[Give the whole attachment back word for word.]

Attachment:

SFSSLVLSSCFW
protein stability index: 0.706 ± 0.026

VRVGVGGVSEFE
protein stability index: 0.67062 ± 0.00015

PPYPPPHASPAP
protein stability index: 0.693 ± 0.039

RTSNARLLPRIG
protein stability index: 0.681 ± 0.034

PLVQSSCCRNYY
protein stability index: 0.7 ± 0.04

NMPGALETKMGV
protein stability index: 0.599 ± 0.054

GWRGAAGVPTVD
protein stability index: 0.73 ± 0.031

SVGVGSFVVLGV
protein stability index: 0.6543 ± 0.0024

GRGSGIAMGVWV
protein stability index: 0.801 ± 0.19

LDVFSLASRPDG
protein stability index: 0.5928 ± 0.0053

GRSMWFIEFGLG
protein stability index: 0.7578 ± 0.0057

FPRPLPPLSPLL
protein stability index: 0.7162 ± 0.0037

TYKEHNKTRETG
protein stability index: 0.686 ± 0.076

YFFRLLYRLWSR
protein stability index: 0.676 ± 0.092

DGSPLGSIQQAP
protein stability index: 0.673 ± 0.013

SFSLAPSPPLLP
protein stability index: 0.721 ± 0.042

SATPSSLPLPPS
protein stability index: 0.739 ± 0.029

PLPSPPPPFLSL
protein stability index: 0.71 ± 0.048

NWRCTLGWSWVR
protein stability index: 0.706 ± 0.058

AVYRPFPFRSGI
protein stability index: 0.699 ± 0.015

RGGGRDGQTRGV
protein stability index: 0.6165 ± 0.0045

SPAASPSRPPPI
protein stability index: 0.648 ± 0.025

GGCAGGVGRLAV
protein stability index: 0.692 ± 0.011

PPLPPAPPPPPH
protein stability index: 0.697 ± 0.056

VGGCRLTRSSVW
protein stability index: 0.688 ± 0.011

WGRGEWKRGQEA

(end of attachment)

SFSSLVLSSCFW
protein stability index: 0.706 ± 0.026

VRVGVGGVSEFE
protein stability index: 0.67062 ± 0.00015

PPYPPPHASPAP
protein stability index: 0.693 ± 0.039

RTSNARLLPRIG
protein stability index: 0.681 ± 0.034

PLVQSSCCRNYY
protein stability index: 0.7 ± 0.04

NMPGALETKMGV
protein stability index: 0.599 ± 0.054

GWRGAAGVPTVD
protein stability index: 0.73 ± 0.031

SVGVGSFVVLGV
protein stability index: 0.6543 ± 0.0024

GRGSGIAMGVWV
protein stability index: 0.801 ± 0.19

LDVFSLASRPDG
protein stability index: 0.5928 ± 0.0053

GRSMWFIEFGLG
protein stability index: 0.7578 ± 0.0057

FPRPLPPLSPLL
protein stability index: 0.7162 ± 0.0037

TYKEHNKTRETG
protein stability index: 0.686 ± 0.076

YFFRLLYRLWSR
protein stability index: 0.676 ± 0.092

DGSPLGSIQQAP
protein stability index: 0.673 ± 0.013

SFSLAPSPPLLP
protein stability index: 0.721 ± 0.042

SATPSSLPLPPS
protein stability index: 0.739 ± 0.029

PLPSPPPPFLSL
protein stability index: 0.71 ± 0.048

NWRCTLGWSWVR
protein stability index: 0.706 ± 0.058

AVYRPFPFRSGI
protein stability index: 0.699 ± 0.015

RGGGRDGQTRGV
protein stability index: 0.6165 ± 0.0045

SPAASPSRPPPI
protein stability index: 0.648 ± 0.025

GGCAGGVGRLAV
protein stability index: 0.692 ± 0.011

PPLPPAPPPPPH
protein stability index: 0.697 ± 0.056

VGGCRLTRSSVW
protein stability index: 0.688 ± 0.011

WGRGEWKRGQEA